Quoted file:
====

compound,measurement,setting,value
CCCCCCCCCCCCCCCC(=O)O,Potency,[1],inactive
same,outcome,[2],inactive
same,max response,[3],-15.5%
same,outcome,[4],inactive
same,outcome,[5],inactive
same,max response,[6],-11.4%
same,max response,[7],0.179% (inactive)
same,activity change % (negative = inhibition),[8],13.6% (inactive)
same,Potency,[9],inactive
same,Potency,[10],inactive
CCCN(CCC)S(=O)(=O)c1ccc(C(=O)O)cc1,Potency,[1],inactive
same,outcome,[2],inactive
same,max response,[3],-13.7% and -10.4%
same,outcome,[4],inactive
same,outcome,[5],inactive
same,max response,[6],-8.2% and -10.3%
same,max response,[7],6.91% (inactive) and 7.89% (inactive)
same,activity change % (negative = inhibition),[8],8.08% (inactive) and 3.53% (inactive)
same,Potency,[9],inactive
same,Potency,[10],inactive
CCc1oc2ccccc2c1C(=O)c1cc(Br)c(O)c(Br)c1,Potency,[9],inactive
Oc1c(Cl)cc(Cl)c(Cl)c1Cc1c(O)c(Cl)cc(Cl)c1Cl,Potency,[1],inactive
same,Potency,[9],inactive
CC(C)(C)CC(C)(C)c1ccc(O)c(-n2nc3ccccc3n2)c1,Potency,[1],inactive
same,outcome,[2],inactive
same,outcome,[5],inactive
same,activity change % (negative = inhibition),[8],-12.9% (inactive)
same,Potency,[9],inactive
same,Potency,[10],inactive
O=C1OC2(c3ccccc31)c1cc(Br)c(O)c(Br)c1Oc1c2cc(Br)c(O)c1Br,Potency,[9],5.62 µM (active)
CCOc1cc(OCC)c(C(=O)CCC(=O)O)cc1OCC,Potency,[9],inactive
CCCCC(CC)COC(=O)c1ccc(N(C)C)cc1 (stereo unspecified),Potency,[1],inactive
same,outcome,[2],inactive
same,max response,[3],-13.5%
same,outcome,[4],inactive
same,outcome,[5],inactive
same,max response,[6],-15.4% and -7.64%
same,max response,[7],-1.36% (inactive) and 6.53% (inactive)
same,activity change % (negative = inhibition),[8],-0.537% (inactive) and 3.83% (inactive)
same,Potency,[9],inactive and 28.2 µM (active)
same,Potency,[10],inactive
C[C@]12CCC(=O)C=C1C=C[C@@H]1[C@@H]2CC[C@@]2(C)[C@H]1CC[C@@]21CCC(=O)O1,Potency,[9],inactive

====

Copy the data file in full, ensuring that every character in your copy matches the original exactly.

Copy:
compound,measurement,setting,value
CCCCCCCCCCCCCCCC(=O)O,Potency,[1],inactive
same,outcome,[2],inactive
same,max response,[3],-15.5%
same,outcome,[4],inactive
same,outcome,[5],inactive
same,max response,[6],-11.4%
same,max response,[7],0.179% (inactive)
same,activity change % (negative = inhibition),[8],13.6% (inactive)
same,Potency,[9],inactive
same,Potency,[10],inactive
CCCN(CCC)S(=O)(=O)c1ccc(C(=O)O)cc1,Potency,[1],inactive
same,outcome,[2],inactive
same,max response,[3],-13.7% and -10.4%
same,outcome,[4],inactive
same,outcome,[5],inactive
same,max response,[6],-8.2% and -10.3%
same,max response,[7],6.91% (inactive) and 7.89% (inactive)
same,activity change % (negative = inhibition),[8],8.08% (inactive) and 3.53% (inactive)
same,Potency,[9],inactive
same,Potency,[10],inactive
CCc1oc2ccccc2c1C(=O)c1cc(Br)c(O)c(Br)c1,Potency,[9],inactive
Oc1c(Cl)cc(Cl)c(Cl)c1Cc1c(O)c(Cl)cc(Cl)c1Cl,Potency,[1],inactive
same,Potency,[9],inactive
CC(C)(C)CC(C)(C)c1ccc(O)c(-n2nc3ccccc3n2)c1,Potency,[1],inactive
same,outcome,[2],inactive
same,outcome,[5],inactive
same,activity change % (negative = inhibition),[8],-12.9% (inactive)
same,Potency,[9],inactive
same,Potency,[10],inactive
O=C1OC2(c3ccccc31)c1cc(Br)c(O)c(Br)c1Oc1c2cc(Br)c(O)c1Br,Potency,[9],5.62 µM (active)
CCOc1cc(OCC)c(C(=O)CCC(=O)O)cc1OCC,Potency,[9],inactive
CCCCC(CC)COC(=O)c1ccc(N(C)C)cc1 (stereo unspecified),Potency,[1],inactive
same,outcome,[2],inactive
same,max response,[3],-13.5%
same,outcome,[4],inactive
same,outcome,[5],inactive
same,max response,[6],-15.4% and -7.64%
same,max response,[7],-1.36% (inactive) and 6.53% (inactive)
same,activity change % (negative = inhibition),[8],-0.537% (inactive) and 3.83% (inactive)
same,Potency,[9],inactive and 28.2 µM (active)
same,Potency,[10],inactive
C[C@]12CCC(=O)C=C1C=C[C@@H]1[C@@H]2CC[C@@]2(C)[C@H]1CC[C@@]21CCC(=O)O1,Potency,[9],inactive